To evaluate the association between consecutive days worked by intensivists and ICU patient outcomes.
Retrospective cohort study linked with survey data.
Australia and New Zealand ICUs.
Adults (16+ yr old) admitted to ICU in the Australia New Zealand Intensive Care Society Centre for Outcome and Resource Evaluation Registries (July 1, 2016, to June 30, 2018).
Measurements and Main Results:
We linked data on staffing schedules for each unit from the Critical Care Resources Registry 2016–2017 annual survey with patient-level data from the Adult Patient Database. The a priori chosen primary outcome was ICU length of stay. Secondary outcomes included hospital length of stay, ICU readmissions, and mortality (ICU and hospital). We used multilevel multivariable regression modeling to assess the association between days of consecutive intensivist service and patient outcomes; the predicted probability of death was included as a covariate and individual ICU as a random effect. The cohort included 225,034 patients in 109 ICUs. Intensivists were scheduled for seven or more consecutive days in 43 (39.4%) ICUs; 27 (24.7%) scheduled intensivists for 5 days, 22 (20.1%) for 4 days, seven (6.4%) for 3 days, four (3.7%) for 2 days, and six (5.5%) for less than or equal to 1 day. Compared with care by intensivists working 7+ consecutive days (adjusted ICU length of stay = 2.85 d), care by an intensivist working 3 or fewer consecutive days was associated with shorter ICU length of stay (3 consecutive days: 0.46 d fewer, p = 0.010; 2 consecutive days: 0.77 d fewer, p < 0.001; ≤ 1 consecutive days: 0.68 d fewer, p < 0.001). Shorter schedules of consecutive intensivist days worked were also associated with trends toward shorter hospital length of stay without increases in ICU readmissions or hospital mortality.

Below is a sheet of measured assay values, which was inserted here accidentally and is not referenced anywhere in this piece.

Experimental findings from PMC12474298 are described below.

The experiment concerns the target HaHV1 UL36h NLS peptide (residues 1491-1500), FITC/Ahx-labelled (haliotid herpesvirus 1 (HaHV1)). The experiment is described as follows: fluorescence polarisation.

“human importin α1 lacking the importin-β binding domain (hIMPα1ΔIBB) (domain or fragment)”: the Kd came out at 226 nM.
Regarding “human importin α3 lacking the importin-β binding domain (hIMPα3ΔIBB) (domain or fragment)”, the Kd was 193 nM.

Care by intensivists working fewer consecutive days is associated with reduced ICU length of stay without negatively impacting mortality.